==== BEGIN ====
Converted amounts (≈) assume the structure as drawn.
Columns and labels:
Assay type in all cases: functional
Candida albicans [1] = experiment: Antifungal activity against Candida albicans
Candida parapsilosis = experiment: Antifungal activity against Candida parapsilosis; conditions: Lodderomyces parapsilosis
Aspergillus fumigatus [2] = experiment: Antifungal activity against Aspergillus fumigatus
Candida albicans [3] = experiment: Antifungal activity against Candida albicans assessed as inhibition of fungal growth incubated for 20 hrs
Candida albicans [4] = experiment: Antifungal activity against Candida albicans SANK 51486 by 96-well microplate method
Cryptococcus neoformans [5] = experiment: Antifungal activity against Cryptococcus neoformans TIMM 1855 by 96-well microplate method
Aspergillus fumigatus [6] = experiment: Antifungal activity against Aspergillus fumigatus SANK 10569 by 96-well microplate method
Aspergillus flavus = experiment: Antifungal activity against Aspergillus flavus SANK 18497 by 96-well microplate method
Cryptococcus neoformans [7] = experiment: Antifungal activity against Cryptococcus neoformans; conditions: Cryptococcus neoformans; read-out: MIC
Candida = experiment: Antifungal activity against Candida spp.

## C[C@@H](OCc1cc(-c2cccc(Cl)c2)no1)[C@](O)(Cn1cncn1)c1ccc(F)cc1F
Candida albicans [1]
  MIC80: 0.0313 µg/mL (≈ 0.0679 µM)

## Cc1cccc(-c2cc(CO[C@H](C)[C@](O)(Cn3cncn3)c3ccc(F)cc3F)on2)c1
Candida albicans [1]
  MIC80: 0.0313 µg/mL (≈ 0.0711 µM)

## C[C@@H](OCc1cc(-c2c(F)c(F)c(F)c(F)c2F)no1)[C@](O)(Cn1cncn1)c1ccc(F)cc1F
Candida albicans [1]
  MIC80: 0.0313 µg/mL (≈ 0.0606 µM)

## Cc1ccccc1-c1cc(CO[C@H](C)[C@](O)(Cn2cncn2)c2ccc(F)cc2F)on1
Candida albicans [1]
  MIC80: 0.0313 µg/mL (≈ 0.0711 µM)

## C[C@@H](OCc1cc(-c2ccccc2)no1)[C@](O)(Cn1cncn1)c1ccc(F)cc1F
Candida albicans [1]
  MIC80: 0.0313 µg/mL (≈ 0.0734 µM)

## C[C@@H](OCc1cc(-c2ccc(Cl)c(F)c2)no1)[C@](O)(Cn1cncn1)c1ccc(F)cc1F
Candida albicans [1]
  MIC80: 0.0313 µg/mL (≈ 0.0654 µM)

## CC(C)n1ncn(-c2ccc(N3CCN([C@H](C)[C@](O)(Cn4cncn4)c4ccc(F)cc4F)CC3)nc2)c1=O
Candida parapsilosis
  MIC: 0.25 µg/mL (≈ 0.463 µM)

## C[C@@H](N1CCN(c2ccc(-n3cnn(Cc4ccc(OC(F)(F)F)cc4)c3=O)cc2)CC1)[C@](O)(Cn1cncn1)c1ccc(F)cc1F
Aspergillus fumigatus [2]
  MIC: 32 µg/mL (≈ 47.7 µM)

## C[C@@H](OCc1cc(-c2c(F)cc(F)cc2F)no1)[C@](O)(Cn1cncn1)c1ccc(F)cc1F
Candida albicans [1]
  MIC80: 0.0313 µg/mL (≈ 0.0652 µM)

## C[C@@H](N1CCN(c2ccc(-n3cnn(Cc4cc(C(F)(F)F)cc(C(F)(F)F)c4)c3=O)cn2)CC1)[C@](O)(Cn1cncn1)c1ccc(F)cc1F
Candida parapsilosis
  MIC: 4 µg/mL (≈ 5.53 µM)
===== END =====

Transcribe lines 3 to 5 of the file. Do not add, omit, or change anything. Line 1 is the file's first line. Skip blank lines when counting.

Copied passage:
Assay type in all cases: functional
Candida albicans [1] = experiment: Antifungal activity against Candida albicans
Candida parapsilosis = experiment: Antifungal activity against Candida parapsilosis; conditions: Lodderomyces parapsilosis